Edinburgh Consortium UDRC Research

This work is broken down into 6 work packages:

White Papers

Research Summary

Sensors have for a long time played a vital role in battle awareness for all our armed forces, ranging from advanced imaging technologies, such as radar and sonar to acoustic and the electronic surveillance. Sensors are the "eyes and ears" of the military providing tactical information and assisting in the identification and assessment of threats. Integral in achieving these goals is signal processing. Indeed, through modern signal processing we have seen the basic radar transformed into a highly sophisticated sensing system with waveform agility and adaptive beam patterns, capable of high resolution imaging, and the detection and discrimination of multiple moving targets.

Today, the modern defence world aspires to a network of interconnected sensors providing persistent and wide area surveillance of scenes of interest. This requires the collection, dissemination and fusion of data from a range of sensors of widely varying complexity and scale - from satellite imaging to mobile phones. In order to achieve such interconnected sensing, and to avoid the dangers of data overload, it is necessary to re-examine the full signal processing chain from sensor to final decision.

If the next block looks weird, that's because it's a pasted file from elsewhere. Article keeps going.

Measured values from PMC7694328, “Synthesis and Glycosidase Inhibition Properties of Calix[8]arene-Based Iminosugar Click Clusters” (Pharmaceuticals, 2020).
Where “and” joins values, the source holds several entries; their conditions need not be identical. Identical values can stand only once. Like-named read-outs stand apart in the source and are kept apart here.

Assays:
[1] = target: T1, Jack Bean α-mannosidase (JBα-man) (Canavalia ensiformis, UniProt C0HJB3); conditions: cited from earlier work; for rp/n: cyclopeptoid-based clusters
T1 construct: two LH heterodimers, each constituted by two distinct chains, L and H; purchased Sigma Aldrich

The need to reconcile the use of more computationally demanding algorithms and the potential massive increase in data with fundamental resource limitations, both in terms of computation and bandwidth, provides new mathematical and computational challenges. This has led in recent years to the exploration of a number of new techniques, such as, compressed sensing, adaptive sensor management and distributed processing techniques to minimize the amount of data that is acquired or transmitted through the sensor network while maximizing its relevance. While there have been a number of targeted research programs to explore these new ideas, such as the US's "Integrated Sensing and Processing" program and their "Analog to Information" program, this field is still generally in its infancy.

This project will study the processing of multi-sensor systems in a coherent programme of work, from efficient sampling, through distributed data processing and fusion, to efficient implementations. Underpinning all this work, we will investigate the significant issues with implementing complex algorithms on small, lighter and lower power computing platforms. Exemplar challenges will be used throughout the project covering all major sensing domains - Radar/radio frequency, Sonar/acoustics, and electro-optics/infrared - to demonstrate the performance of the innovations we develop.

View all UDRC Research »